Chapter 9, the final chapter, and it’s time to tear up the rules and reassemble them in a manner of your choosing. This is where all the options reside for your 5e campaign settings (with a small s). There’s quite a few. Here’s the list:
Honor and Sanity
Fear and Horror
That’s quite a list. Some of the options are very obvious to be honest. For example healing and rests. Simply changing the timing and durations of these takes you from Epic to Gritty, and you don’t have to be a games developer to work that out. On the other hand there’s some weird stuff, like Speed Factors for initiative, which is up there with Facing for sheer who the heck asked for that? And then there’s the little surprises, like Plot Points which are a pretty modern device to see in D&D, and Trait Proficiency, which basically turns the game into Fate. Well, mostly, but it’s still a big step for this traddest of trad games.
There’s definitely some things I’d use from this menu, and some of them I saw back in early playtests. Other things are mutually exclusive (strangely the sanity rules don’t mix with the fear and horror rules), or a bit out there for regular campaigns (alien tech anyone?). This isn’t the kind of thing I imagined back when the designers were talking about a modular approach where fans of every edition could sit next to each other and play the same game happily. It could never have been that, it was an impossible goal. It does give the DM some levers, and if used will absolutely colour their campaign. But let’s not kid ourselves, these are optional hacks, not replaceable modules.
For the inveterate tinkerers there’s now a meaty section devoted to custom building your own 5e content. Without any news on an OGL or fan policy, this is largely for the home DM or more likely the person with the collection of old stuff they want to convert. This gives us the maths behind monster creation. Does it work? Don’t know, I don’t have the time or inclination to try it out to be honest, and with all the monster manuals I have to hand, I doubt I ever will. Similarly with magic items. Given that this very book contains hundreds of the buggers, I can’t see any pressing need for me to add to 40 years of D&D content. Same with classes, backgrounds and races, for similar reasons. Look, it’s all there and it appears to go into some depth if that’s the sort of thing you like. Bet you liked the crafting stuff from earlier too right?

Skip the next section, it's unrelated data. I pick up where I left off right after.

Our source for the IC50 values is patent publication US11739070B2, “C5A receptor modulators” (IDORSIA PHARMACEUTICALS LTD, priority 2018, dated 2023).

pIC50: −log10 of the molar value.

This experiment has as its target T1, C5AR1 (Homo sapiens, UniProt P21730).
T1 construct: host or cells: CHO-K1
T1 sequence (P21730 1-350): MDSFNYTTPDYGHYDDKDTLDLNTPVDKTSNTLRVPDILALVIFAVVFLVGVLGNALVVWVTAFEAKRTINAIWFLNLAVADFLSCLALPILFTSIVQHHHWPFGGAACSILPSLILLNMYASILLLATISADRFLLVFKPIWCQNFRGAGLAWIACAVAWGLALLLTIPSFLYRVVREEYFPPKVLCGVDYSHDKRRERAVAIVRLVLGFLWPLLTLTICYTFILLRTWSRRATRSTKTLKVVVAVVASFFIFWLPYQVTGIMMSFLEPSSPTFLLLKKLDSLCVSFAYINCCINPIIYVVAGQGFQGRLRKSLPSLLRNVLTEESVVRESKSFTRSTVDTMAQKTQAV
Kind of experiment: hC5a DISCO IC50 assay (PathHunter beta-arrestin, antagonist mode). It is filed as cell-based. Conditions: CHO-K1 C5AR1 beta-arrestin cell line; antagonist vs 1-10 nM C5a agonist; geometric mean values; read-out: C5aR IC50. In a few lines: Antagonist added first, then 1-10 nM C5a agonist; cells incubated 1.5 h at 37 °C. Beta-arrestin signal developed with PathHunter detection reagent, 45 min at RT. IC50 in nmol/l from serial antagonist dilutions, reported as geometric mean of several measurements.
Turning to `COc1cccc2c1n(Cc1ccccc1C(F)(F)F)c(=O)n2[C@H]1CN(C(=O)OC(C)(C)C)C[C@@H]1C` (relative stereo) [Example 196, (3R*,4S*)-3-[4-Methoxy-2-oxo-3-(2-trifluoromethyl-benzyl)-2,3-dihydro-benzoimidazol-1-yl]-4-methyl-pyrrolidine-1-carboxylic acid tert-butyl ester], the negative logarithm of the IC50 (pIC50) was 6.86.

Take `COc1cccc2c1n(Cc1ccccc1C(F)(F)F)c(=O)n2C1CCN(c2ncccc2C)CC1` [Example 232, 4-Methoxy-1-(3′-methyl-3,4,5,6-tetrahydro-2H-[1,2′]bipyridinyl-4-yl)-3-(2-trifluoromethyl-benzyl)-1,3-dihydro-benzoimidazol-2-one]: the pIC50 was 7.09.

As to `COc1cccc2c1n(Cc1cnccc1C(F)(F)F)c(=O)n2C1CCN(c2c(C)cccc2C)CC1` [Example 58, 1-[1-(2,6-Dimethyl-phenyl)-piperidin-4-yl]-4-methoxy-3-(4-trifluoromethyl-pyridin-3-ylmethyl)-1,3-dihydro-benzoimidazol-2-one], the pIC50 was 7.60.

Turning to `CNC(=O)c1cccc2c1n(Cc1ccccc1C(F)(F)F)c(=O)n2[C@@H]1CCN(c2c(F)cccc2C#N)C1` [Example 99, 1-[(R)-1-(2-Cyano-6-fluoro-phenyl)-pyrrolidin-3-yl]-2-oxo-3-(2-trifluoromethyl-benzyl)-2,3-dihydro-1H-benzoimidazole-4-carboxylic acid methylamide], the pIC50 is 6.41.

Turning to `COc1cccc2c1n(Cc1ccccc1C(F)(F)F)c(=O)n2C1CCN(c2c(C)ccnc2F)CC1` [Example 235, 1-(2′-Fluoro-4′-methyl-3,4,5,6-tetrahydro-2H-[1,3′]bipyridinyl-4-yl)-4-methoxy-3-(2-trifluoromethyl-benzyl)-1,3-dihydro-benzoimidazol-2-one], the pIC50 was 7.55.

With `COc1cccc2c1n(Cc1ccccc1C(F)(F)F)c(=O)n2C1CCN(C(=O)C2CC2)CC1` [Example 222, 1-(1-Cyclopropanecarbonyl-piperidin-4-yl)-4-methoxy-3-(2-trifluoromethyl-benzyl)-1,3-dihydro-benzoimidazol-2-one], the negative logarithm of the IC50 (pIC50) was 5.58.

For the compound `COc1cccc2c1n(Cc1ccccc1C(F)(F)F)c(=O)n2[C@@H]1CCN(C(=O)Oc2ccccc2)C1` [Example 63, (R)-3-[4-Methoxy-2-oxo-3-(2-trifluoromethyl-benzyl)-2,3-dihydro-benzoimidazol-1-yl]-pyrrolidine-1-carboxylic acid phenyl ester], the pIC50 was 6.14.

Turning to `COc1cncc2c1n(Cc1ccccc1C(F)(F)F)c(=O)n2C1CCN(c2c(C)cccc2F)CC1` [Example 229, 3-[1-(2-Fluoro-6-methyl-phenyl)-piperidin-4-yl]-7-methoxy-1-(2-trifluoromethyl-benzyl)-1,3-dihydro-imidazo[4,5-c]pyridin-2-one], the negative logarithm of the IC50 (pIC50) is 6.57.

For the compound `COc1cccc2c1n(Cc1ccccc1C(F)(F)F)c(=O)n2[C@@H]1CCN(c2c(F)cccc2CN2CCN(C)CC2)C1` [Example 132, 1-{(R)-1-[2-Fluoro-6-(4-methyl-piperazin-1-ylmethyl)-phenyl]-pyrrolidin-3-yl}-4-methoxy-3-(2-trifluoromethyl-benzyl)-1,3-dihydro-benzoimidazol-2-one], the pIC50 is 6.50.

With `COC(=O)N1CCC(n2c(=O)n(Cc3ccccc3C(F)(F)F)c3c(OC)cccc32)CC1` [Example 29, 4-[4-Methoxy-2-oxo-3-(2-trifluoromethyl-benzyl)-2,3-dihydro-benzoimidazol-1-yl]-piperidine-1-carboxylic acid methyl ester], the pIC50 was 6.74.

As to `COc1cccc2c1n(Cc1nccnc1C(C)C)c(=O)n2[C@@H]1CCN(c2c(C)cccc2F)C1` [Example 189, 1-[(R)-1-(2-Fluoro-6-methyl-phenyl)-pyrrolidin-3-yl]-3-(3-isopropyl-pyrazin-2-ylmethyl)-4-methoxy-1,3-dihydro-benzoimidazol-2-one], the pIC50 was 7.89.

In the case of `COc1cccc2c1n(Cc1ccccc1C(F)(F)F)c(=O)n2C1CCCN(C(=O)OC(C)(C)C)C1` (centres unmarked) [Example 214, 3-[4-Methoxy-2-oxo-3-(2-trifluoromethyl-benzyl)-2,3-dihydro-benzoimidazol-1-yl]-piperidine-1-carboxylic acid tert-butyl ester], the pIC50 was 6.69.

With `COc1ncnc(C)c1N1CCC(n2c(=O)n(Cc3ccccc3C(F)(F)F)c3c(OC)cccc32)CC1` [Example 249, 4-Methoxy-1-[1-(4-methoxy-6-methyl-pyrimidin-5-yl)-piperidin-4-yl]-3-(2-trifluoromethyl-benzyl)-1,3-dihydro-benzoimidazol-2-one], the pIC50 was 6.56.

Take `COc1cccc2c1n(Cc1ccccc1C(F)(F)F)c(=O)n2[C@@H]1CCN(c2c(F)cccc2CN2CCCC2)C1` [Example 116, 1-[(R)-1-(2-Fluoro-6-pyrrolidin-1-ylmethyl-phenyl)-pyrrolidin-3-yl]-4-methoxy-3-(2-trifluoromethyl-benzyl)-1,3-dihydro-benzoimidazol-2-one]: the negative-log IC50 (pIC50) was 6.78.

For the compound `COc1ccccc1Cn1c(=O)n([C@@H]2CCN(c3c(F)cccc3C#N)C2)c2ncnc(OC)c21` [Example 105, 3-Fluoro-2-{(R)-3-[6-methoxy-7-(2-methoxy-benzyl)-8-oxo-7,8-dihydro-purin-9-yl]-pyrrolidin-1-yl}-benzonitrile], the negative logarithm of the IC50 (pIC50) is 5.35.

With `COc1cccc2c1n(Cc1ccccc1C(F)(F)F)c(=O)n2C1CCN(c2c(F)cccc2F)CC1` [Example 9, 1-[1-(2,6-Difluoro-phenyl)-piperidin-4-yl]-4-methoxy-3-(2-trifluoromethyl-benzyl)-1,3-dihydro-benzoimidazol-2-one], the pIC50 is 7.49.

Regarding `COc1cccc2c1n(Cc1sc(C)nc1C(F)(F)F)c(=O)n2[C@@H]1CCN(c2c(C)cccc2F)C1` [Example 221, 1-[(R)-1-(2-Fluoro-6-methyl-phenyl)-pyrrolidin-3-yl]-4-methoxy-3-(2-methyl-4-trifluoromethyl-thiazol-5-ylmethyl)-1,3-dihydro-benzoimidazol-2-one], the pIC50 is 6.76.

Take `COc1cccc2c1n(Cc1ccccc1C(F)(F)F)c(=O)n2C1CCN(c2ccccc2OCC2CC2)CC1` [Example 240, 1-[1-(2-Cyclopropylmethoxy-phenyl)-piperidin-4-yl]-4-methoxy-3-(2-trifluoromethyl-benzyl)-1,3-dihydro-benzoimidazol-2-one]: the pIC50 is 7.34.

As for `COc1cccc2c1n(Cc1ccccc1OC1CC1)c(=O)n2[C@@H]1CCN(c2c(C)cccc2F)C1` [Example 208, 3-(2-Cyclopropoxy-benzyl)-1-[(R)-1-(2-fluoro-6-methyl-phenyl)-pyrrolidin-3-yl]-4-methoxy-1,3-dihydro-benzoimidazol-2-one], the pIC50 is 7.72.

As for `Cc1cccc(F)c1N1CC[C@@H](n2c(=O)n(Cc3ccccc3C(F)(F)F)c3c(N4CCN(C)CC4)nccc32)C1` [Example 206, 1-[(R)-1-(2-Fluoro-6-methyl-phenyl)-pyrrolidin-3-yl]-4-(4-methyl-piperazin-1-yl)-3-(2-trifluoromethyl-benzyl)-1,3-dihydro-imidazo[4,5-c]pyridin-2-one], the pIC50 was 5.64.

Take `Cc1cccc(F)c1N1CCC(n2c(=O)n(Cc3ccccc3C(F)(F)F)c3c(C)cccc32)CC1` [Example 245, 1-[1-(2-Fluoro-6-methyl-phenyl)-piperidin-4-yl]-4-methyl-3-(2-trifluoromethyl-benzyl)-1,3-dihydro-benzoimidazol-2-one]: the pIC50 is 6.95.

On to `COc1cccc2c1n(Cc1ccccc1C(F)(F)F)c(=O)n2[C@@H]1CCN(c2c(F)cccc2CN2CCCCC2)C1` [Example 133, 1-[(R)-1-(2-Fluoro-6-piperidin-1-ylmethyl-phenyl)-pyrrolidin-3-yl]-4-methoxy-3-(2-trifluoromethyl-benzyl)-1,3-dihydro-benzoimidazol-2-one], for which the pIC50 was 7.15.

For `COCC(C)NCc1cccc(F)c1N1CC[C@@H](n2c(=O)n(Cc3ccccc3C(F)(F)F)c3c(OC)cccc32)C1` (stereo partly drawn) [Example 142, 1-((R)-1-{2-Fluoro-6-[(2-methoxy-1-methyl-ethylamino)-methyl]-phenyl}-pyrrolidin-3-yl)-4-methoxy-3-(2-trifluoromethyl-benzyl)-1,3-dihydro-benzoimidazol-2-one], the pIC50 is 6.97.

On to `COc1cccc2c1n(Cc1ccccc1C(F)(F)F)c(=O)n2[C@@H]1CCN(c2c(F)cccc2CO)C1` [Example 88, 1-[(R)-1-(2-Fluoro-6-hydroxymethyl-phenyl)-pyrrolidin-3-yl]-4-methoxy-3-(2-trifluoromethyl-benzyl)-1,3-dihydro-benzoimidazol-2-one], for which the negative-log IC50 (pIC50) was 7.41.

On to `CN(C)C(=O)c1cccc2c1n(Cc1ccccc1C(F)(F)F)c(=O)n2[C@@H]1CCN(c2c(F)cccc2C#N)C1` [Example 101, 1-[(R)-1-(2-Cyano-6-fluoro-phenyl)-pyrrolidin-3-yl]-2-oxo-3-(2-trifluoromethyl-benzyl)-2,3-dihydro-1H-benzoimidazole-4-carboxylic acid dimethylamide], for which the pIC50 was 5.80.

And that’s it! Almost. Just a few appendices to go.
Which is exactly where they manage to take book that had started great and then been slowly downgrading to merely good over its course, and make it awesome. Here’s why.
This book has been like a chat with a DM mentor for the past 300 pages. Often it’s been a bit scholarly, and sometimes maddeningly vague. It’s given us loads of further reading, and told us not to worry about anything except the story. It’s had lots of tables, but hasn’t shown us what they can do. Finally, in the appendices, we get the bits that make the whole game work. For starters, random dungeons. When these appeared in 1e, I tried and tried to make them work, never could. These tables do work, and they produce actual maps, that make sense, that you can play with. And they’re a little game themselves for the lonely DM. Such fun. It’s not just there to fill a sheet of graph paper either. It gives you all the things to stock the place with. Essentially, it takes all the starting advice from Chapter 5 and goes bigger (monster motivations) and smaller (contents of a container) at the same time.
Appendix B pulls a similar trick, except this time it makes your previous purchase of the Monster Manual entirely worth while. These are the lists by terrain type, and by challenge rating. Now you know what to do with all those beasts, and where to find them. This was a shocking omission from the MM, but seeing it here, it all makes some sense now. It’s the right place.
Speaking of which, Appendix C gives you 9 unkeyed maps, of various generic locales. For the harried DM these are gold dust. Yes, the Internet is full of amateur efforts (and strangely this DMG makes zero reference to the online world) but these are the real business. Useful, and bound to appear in a lot of home grown campaigns.
Lastly (excepting an index) Appendix D is a sibling to the original Appendix N from AD&D, the inspirational reading list. It’s only a page, and although I don’t recognise many of the titles, the ones I do see, I can’t help but agree with. You see, since the original DMG we’ve had near 40 years of GMimg advice, and it’s become something of a well documented art by now. I don’t think this DMG will ever turn a poor DM into a good one (you need the 4e version for that) but at least it knows it’s limitations and feels confident enough to steer you towards other works on the subject. Good for them.
I feel like this book should have had a foreword/afterword. I’d have liked to hear directly from the current custodians of the line now that the core trinity is finished. I know they did some last minute work on this book, but I hope it made it better. I actually think it could have done with a light trim in some areas, and expansion in others, but hey, we’re all armchairs editors when it comes to D&D right?
My final thoughts? There’s so much to admire here. It’s not perfect, and that shows up most starkly when it tries to be all things to all DMs. Which is 5e all over. But it does do exactly what it says on the back cover “entertain and inspire your players”. To achieve that, first of all the book had to entertain and inspire me, to which I can do nothing but admit, it did. Welcome back, D&D.